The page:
Those who have read my book The Editors: Joseph, William and Don Carlos Smith have seen my chapter on the November 1841 Bernhisel letter. I take the position that Wilford Woodruff drafted the letter and had the unidentified person write it out in final draft. I reference several categories of evidence.

One category is the salutation. When I wrote the book, I had only 7 letters between Joseph and Dr. Bernhisel. In all but the November 16, 1841, letter, Joseph and Bernhisel address each other as Brother.

The November 16, 1841, letter instead uses the salutation Dear Sir, which is how Woodruff addressed every subsequent letter he wrote to Bernhisel.

IOW, the November 16 letter is an outlier.

The just-released 1842 Bernhisel letters confirm the pattern between Joseph and Bernhisel, as they are addressed "Dear Brother" and "Dr & respected Brother."

I already considered it a high probability that Wilford Woodruff wrote the November 16th letter, but now the probability is even higher.

This is a significant development in understanding Church history that hopefully will be recognized in future papers and books that discuss the Bernhisel letter.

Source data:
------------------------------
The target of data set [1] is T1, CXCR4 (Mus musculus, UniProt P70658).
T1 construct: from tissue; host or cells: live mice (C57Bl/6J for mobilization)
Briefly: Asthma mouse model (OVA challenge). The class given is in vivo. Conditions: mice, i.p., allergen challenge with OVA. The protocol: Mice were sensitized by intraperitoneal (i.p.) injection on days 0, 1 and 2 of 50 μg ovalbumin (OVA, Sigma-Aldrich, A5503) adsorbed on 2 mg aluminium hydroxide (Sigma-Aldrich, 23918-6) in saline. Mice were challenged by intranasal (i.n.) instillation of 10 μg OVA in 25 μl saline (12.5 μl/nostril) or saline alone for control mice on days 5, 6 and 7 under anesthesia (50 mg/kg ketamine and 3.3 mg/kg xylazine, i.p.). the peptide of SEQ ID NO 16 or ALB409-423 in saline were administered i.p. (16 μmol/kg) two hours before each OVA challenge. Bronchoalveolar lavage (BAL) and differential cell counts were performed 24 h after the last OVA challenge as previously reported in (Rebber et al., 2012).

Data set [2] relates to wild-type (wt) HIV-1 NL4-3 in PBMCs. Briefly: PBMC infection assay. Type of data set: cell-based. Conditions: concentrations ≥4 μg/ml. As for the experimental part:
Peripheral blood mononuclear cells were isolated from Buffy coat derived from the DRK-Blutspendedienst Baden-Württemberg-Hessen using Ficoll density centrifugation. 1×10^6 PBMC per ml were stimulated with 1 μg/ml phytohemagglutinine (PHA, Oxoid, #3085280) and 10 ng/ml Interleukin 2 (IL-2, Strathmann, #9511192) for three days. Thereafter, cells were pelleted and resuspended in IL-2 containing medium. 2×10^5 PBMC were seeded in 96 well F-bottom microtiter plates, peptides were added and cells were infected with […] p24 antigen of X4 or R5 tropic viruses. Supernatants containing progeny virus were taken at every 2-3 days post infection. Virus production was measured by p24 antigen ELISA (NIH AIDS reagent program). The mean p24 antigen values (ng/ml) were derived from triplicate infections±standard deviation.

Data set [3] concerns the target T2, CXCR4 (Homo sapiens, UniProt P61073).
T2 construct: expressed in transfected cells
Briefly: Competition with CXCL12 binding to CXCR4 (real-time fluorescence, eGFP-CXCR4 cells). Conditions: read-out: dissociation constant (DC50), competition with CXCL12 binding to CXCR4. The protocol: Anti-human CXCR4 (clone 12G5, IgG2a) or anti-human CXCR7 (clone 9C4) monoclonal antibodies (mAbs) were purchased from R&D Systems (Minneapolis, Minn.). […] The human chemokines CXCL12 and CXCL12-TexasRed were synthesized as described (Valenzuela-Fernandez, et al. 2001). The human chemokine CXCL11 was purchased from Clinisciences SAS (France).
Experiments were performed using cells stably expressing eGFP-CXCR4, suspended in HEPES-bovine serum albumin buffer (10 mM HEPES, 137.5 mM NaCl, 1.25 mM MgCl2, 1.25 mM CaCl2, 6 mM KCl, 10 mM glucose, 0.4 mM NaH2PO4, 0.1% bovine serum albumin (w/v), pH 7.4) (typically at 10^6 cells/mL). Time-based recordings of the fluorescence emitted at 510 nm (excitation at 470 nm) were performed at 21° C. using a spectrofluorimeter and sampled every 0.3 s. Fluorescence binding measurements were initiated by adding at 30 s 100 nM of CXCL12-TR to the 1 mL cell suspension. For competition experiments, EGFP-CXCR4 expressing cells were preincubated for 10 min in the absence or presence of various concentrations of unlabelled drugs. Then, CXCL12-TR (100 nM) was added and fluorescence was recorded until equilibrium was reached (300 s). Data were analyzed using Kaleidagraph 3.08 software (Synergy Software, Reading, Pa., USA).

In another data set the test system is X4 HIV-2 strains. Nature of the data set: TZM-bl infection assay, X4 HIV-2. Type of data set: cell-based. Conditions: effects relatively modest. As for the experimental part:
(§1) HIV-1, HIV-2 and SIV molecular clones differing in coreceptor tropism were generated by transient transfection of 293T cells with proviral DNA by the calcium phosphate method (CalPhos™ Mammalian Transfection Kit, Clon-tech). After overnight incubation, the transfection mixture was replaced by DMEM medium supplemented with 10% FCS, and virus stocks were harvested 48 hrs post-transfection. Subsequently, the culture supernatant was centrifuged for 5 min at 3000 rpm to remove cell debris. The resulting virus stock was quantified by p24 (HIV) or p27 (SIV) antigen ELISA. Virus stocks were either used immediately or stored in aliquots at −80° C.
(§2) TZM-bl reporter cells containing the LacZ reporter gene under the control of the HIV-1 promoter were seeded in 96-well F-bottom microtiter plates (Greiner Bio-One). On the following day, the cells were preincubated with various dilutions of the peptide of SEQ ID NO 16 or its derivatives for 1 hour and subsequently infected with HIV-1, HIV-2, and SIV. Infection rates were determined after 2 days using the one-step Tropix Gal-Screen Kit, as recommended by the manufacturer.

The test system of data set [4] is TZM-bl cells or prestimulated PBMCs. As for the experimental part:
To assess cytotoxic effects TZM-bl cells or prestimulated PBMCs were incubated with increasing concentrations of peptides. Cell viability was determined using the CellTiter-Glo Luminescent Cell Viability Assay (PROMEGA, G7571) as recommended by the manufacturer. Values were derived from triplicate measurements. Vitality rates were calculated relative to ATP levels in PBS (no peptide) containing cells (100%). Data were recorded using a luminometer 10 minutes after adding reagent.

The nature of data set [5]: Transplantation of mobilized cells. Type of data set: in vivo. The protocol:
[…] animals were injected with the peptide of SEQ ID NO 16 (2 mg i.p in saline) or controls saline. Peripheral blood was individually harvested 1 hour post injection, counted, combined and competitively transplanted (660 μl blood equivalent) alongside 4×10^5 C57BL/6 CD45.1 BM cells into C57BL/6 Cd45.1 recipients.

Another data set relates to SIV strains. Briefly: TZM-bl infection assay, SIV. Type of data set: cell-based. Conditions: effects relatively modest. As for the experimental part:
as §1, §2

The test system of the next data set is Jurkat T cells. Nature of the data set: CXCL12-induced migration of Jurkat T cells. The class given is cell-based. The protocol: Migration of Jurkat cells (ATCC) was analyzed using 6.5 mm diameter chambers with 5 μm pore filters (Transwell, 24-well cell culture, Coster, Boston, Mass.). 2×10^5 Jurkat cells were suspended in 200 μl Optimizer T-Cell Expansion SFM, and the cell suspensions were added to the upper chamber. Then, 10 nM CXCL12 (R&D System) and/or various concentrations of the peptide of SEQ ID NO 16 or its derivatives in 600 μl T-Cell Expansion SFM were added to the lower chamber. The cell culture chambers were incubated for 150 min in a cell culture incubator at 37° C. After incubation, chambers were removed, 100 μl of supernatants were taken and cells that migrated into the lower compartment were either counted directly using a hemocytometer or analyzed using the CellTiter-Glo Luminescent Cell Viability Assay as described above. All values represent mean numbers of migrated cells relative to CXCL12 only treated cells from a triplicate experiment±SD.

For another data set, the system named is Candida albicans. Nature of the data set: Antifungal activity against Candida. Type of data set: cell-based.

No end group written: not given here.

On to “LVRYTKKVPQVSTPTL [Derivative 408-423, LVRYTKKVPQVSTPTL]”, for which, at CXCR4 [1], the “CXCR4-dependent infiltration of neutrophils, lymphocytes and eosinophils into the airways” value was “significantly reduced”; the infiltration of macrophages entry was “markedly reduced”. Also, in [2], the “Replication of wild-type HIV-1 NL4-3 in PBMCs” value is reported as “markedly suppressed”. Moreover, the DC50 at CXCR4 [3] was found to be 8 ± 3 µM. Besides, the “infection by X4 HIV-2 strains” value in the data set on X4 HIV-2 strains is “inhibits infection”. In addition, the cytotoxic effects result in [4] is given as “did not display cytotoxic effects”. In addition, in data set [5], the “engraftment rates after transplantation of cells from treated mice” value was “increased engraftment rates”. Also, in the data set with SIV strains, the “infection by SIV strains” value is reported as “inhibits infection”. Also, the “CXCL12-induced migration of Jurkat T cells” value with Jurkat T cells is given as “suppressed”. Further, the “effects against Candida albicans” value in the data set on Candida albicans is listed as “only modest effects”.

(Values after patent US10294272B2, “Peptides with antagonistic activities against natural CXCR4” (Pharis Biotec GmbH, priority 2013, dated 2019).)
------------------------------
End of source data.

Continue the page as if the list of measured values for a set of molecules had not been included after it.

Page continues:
_________________________

*The relevant portion of the letter reads:

I received your kind present by the hand of Er. [sic] Woodruff & feel myself under many obligations for this mark of your esteem & friendship which to me is the more interesting as it unfolds & developes [sic] many things that are of great importance to this generation & corresponds with & supports the testimony of The Book of Mormon; I have read the volumnes [sic] with the greatest interest & pleasure & must say that of all histories that have been written pertaining to the antiquities of this country it is the most correct luminous & comprehensive.—

Saturday, November 5, 2016

1842 Benjamin Winchester letter

Readers of my books know that one of my assertions has been that Benjamin Winchester was mailing articles from Philadelphia to William Smith in Nauvoo, who was editing the Wasp in Nauvoo. I have also proposed that William was editing the Times and Seasons.

Recently the Joseph Smith Papers announced some new material on their website. Among the material was a letter from Benjamin Winchester to the First Presidency, dated August 8, 1842.